Steps of the Stationary Noise Reduction algorithm
- A spectrogram is calculated over the noise audio clip
- Statistics are calculated over spectrogram of the the noise (in frequency)
- A threshold is calculated based upon the statistics of the noise (and the desired sensitivity of the algorithm)
- A spectrogram is calculated over the signal
- A mask is determined by comparing the signal spectrogram to the threshold
- The mask is smoothed with a filter over frequency and time
- The mask is appled to the spectrogram of the signal, and is inverted If the noise signal is not provided, the algorithm will treat the signal as the noise clip, which tends to work pretty well
Non-stationary Noise Reduction
- The non-stationary noise reduction algorithm is an extension of the stationary noise reduction algorithm, but allowing the noise gate to change over time.
- When you know the timescale that your signal occurs on (e.g. a bird call can be a few hundred milliseconds), you can set your noise threshold based on the assumption that events occuring on longer timescales are noise.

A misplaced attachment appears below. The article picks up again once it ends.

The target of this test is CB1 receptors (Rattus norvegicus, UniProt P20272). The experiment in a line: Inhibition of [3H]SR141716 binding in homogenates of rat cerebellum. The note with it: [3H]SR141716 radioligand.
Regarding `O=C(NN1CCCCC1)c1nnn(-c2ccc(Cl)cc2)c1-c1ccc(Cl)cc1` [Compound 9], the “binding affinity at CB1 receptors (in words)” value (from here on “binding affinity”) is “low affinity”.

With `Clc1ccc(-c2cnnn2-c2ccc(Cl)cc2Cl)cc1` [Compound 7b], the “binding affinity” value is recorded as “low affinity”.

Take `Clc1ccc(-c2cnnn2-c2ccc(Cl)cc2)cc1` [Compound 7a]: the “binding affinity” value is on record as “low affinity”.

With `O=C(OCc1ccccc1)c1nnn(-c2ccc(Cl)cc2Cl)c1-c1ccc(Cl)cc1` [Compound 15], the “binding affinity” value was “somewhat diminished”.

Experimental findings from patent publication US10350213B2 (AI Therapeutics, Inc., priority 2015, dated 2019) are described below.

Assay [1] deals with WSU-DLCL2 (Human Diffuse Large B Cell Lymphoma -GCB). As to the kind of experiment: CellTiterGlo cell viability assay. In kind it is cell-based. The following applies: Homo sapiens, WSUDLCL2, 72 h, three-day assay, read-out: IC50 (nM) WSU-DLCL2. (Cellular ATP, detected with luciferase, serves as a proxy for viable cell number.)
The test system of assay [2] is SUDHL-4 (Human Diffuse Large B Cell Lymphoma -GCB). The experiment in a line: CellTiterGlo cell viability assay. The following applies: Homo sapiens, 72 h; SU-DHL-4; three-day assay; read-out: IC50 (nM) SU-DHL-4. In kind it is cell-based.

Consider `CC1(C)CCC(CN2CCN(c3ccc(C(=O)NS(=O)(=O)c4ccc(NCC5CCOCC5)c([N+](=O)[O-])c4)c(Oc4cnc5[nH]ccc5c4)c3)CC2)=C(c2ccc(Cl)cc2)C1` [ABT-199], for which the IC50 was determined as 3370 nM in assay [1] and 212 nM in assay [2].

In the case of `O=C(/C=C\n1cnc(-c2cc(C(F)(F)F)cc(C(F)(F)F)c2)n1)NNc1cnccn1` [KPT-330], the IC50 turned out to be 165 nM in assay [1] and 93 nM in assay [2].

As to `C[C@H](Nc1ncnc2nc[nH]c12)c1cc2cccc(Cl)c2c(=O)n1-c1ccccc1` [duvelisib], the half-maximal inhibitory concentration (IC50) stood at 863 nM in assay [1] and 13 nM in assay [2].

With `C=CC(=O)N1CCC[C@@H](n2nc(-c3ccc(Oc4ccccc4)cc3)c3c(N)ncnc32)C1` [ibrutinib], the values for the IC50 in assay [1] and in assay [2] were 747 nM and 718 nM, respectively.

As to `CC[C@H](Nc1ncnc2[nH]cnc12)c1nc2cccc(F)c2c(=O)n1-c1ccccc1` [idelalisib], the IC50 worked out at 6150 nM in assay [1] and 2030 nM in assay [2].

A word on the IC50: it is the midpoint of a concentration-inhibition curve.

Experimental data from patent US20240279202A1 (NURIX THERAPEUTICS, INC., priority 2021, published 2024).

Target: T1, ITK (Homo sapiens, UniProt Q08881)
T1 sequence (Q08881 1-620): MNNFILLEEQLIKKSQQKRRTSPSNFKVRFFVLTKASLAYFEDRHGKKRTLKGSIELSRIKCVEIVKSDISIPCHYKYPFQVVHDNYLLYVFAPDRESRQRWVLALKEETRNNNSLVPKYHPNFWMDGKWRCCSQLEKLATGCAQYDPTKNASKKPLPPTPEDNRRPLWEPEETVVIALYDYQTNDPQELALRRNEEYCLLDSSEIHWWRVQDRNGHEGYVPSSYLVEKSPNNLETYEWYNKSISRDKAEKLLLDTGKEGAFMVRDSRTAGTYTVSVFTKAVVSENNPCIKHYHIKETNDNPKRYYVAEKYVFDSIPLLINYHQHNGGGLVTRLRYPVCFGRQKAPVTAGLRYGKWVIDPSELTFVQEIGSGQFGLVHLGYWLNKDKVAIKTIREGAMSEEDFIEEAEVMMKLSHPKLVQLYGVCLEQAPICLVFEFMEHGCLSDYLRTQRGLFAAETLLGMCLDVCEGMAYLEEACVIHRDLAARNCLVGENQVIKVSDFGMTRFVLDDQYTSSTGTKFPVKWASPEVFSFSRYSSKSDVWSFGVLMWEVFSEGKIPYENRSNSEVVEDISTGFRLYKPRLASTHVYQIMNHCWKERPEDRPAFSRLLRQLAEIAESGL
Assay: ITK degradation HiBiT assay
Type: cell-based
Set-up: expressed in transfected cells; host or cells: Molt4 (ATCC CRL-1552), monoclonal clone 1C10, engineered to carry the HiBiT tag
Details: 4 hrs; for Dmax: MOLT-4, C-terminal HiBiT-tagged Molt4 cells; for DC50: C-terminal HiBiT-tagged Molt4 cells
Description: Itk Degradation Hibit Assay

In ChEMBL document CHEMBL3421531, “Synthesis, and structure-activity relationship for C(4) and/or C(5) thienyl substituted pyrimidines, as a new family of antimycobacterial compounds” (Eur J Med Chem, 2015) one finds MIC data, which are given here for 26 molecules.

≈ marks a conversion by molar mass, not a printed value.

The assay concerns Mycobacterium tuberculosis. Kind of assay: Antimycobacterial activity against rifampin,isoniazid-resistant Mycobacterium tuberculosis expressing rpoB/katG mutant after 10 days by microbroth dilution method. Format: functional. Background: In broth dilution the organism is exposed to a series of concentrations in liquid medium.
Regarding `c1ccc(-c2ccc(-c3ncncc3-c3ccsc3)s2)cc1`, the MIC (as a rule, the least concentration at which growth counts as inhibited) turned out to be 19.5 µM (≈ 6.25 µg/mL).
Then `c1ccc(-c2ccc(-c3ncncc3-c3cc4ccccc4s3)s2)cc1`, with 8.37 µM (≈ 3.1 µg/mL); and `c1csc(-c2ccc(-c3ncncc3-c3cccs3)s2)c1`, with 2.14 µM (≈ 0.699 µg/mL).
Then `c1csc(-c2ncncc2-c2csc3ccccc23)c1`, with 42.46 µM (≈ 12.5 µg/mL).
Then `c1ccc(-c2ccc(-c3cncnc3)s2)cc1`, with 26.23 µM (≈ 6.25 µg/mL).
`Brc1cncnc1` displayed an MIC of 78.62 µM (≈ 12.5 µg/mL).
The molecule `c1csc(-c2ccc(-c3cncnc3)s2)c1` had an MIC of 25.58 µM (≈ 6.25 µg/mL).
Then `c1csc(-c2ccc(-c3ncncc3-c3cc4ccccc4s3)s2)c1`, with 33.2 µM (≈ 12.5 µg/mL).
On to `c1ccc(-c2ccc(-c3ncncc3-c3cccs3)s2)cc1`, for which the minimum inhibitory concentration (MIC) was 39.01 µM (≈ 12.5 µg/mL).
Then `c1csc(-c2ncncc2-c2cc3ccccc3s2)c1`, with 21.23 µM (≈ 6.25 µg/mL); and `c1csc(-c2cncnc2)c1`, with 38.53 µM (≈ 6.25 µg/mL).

- This algorithm was motivated by a recent method in bioacoustics called Per-Channel Energy Normalization.
Steps of the Non-stationary Noise Reduction algorithm
- A spectrogram is calculated over the signal
- A time-smoothed version of the spectrogram is computed using an IIR filter aplied forward and backward on each frequency channel.
- A mask is computed based on that time-smoothed spectrogram
- The mask is smoothed with a filter over frequency and time
- The mask is appled to the spectrogram of the signal, and is inverted
Installation
pip install noisereduce
Usage
See example notebook: Parallel computing example:
reduce_noise
Simplest usage
from scipy.io import wavfile
import noisereduce as nr
# load data
rate, data = wavfile.read("mywav.wav")
# perform noise reduction
reduced_noise = nr.reduce_noise(y=data, sr=rate)
wavfile.write("mywav_reduced_noise.wav", rate, reduced_noise)
reduce_noise
Arguments to y : np.ndarray [shape=(# frames,) or (# channels, # frames)], real-valued
input signal
sr : int